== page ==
"under the proper construction and interpretation of the terms, covenants, and conditions of said several leases, your orator is fully empowered and has the right to tear down and remove the present improvement as a part of and incidental to the erection of a new improvement of equal or greater value, not impairing in any way the security and property right of the said lessors or their successors and assigns, upon furnishing proper and adequate security during the removal of the present improvement and until the completion of the new improvement; but the defendants hereinafter named, or some of them, nevertheless claim and assert, and by reason of such claim and assertion certain persons with whom your orator is obliged to deal in the financing of its aforesaid plans are fearful, that the present building cannot be removed without a violation of the terms, covenants, and conditions of said leases. . . . The aforesaid claims, fears, and uncertainties respecting the rights of the parties to said leases, based upon the terms, covenants, and conditions of the leases of said property, have greatly impaired the value of the leasehold interests of your orator, and have made them unmarketable, and have prevented your orator from exercising its rights with respect to said leasehold interests so as to secure therefrom the highest and best use of its interest in the land, and the terms, covenants, and conditions of the said leases, insofar as they give color to said claims, fears, and uncertainties, are clouds upon the title of your orator, for the removal of and relief against which your orator has no adequate remedy in a court of law."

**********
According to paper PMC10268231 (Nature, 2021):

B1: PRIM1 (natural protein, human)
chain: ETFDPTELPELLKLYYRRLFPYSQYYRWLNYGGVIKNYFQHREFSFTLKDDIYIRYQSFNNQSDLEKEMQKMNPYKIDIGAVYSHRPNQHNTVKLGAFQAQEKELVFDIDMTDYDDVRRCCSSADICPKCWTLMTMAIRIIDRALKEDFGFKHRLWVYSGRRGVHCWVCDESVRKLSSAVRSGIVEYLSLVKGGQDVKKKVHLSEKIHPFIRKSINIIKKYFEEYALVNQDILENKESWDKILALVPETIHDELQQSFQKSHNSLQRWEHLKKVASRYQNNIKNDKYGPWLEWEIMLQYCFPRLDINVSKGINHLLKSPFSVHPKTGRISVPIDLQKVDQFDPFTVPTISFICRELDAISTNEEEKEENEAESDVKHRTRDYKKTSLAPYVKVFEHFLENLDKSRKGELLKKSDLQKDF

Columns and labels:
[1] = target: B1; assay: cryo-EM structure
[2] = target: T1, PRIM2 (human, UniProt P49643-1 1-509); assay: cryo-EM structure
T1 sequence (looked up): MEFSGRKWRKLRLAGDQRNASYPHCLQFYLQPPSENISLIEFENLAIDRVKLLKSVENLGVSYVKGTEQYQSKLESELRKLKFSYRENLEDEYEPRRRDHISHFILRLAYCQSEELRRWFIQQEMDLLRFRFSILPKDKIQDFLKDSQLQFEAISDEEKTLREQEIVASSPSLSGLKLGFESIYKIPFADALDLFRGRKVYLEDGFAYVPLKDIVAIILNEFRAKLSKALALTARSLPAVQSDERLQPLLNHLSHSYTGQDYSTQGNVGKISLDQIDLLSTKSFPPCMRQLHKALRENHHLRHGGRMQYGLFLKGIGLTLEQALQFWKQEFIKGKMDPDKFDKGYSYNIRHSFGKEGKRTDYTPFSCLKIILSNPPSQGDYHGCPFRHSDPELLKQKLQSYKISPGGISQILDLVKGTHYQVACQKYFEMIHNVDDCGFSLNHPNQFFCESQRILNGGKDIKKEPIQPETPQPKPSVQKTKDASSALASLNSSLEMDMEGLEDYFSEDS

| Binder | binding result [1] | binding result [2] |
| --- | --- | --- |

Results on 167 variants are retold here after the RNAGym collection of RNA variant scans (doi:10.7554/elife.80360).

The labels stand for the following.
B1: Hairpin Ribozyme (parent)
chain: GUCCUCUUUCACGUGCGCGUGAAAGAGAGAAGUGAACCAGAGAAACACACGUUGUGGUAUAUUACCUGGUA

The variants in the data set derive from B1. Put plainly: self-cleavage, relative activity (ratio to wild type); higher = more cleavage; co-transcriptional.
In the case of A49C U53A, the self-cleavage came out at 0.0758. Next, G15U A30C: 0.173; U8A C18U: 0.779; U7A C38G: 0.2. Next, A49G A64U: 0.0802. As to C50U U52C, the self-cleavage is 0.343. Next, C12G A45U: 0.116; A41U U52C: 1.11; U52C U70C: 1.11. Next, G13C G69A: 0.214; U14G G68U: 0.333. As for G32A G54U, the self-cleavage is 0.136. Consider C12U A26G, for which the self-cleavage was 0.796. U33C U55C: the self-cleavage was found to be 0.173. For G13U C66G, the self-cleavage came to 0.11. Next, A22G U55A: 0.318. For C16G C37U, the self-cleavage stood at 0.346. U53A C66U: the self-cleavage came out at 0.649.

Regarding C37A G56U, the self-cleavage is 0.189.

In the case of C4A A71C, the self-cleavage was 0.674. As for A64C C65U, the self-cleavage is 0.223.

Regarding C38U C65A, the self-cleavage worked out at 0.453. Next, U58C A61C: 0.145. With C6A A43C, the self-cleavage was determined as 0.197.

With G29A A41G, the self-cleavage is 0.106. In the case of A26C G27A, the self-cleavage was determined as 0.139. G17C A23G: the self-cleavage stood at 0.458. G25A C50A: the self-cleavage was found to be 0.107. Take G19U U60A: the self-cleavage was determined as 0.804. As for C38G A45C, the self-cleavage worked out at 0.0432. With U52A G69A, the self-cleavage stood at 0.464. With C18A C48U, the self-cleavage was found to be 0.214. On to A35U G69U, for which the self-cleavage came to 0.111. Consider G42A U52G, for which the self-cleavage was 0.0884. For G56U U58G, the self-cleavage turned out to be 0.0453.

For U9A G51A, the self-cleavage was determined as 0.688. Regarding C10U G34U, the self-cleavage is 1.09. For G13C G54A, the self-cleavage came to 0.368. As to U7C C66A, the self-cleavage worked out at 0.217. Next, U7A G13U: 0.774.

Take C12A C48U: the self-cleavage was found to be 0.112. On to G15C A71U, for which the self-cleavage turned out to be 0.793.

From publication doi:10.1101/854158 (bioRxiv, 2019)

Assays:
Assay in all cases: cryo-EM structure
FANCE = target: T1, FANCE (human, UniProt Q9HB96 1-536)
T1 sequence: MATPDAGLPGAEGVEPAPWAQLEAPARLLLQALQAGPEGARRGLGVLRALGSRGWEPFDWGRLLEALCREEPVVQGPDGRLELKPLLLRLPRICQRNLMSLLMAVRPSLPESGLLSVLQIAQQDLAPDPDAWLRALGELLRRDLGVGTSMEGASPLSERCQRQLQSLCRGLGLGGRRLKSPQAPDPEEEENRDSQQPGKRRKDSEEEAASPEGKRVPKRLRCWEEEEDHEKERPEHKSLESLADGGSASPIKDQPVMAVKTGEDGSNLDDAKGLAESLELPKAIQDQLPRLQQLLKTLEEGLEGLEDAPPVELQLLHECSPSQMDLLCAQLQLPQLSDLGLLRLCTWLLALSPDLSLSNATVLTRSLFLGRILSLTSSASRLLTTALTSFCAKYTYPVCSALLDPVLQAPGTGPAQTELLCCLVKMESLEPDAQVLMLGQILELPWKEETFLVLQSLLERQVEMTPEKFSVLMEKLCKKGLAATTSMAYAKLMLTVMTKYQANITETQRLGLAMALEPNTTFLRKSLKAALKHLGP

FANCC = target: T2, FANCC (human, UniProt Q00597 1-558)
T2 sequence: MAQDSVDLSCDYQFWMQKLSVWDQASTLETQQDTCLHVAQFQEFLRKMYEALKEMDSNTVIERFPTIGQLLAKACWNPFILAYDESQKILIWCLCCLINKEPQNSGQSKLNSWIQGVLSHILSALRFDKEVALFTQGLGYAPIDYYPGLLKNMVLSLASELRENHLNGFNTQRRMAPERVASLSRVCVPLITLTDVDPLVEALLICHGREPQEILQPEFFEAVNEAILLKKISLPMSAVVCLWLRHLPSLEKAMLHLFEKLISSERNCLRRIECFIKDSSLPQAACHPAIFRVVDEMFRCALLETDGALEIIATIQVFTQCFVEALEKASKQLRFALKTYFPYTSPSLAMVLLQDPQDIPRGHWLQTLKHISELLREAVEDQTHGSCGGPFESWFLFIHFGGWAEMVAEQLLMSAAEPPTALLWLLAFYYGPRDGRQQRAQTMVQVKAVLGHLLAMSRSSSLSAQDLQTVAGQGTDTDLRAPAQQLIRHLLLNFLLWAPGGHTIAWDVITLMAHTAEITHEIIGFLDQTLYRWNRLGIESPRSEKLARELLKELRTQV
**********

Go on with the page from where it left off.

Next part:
The bill prayed: